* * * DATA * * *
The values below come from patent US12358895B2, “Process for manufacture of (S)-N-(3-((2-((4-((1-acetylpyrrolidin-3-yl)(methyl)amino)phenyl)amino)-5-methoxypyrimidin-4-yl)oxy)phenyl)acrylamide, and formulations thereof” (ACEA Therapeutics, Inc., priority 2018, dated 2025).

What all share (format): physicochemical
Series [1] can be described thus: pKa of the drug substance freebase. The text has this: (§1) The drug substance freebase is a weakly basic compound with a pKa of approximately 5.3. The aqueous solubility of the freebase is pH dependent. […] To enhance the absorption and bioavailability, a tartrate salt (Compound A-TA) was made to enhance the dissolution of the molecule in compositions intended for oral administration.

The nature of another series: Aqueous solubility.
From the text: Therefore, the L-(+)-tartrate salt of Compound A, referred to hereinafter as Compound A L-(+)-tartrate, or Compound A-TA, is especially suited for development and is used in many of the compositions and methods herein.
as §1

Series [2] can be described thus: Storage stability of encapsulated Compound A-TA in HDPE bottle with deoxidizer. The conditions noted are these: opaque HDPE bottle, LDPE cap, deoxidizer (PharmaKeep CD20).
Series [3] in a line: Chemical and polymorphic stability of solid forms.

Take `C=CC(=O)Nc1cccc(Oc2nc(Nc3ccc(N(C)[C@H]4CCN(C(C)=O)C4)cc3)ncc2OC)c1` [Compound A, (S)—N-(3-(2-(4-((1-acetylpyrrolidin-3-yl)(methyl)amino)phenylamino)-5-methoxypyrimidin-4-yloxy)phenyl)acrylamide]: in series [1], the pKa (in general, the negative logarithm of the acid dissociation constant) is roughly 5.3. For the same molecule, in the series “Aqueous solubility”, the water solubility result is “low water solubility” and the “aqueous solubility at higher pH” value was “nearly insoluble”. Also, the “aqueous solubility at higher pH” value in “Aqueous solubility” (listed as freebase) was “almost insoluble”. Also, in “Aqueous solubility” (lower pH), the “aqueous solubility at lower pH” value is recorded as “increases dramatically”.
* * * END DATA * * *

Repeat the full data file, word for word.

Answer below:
The values below come from patent US12358895B2, “Process for manufacture of (S)-N-(3-((2-((4-((1-acetylpyrrolidin-3-yl)(methyl)amino)phenyl)amino)-5-methoxypyrimidin-4-yl)oxy)phenyl)acrylamide, and formulations thereof” (ACEA Therapeutics, Inc., priority 2018, dated 2025).

What all share (format): physicochemical
Series [1] can be described thus: pKa of the drug substance freebase. The text has this: (§1) The drug substance freebase is a weakly basic compound with a pKa of approximately 5.3. The aqueous solubility of the freebase is pH dependent. […] To enhance the absorption and bioavailability, a tartrate salt (Compound A-TA) was made to enhance the dissolution of the molecule in compositions intended for oral administration.

The nature of another series: Aqueous solubility.
From the text: Therefore, the L-(+)-tartrate salt of Compound A, referred to hereinafter as Compound A L-(+)-tartrate, or Compound A-TA, is especially suited for development and is used in many of the compositions and methods herein.
as §1

Series [2] can be described thus: Storage stability of encapsulated Compound A-TA in HDPE bottle with deoxidizer. The conditions noted are these: opaque HDPE bottle, LDPE cap, deoxidizer (PharmaKeep CD20).
Series [3] in a line: Chemical and polymorphic stability of solid forms.

Take `C=CC(=O)Nc1cccc(Oc2nc(Nc3ccc(N(C)[C@H]4CCN(C(C)=O)C4)cc3)ncc2OC)c1` [Compound A, (S)—N-(3-(2-(4-((1-acetylpyrrolidin-3-yl)(methyl)amino)phenylamino)-5-methoxypyrimidin-4-yloxy)phenyl)acrylamide]: in series [1], the pKa (in general, the negative logarithm of the acid dissociation constant) is roughly 5.3. For the same molecule, in the series “Aqueous solubility”, the water solubility result is “low water solubility” and the “aqueous solubility at higher pH” value was “nearly insoluble”. Also, the “aqueous solubility at higher pH” value in “Aqueous solubility” (listed as freebase) was “almost insoluble”. Also, in “Aqueous solubility” (lower pH), the “aqueous solubility at lower pH” value is recorded as “increases dramatically”.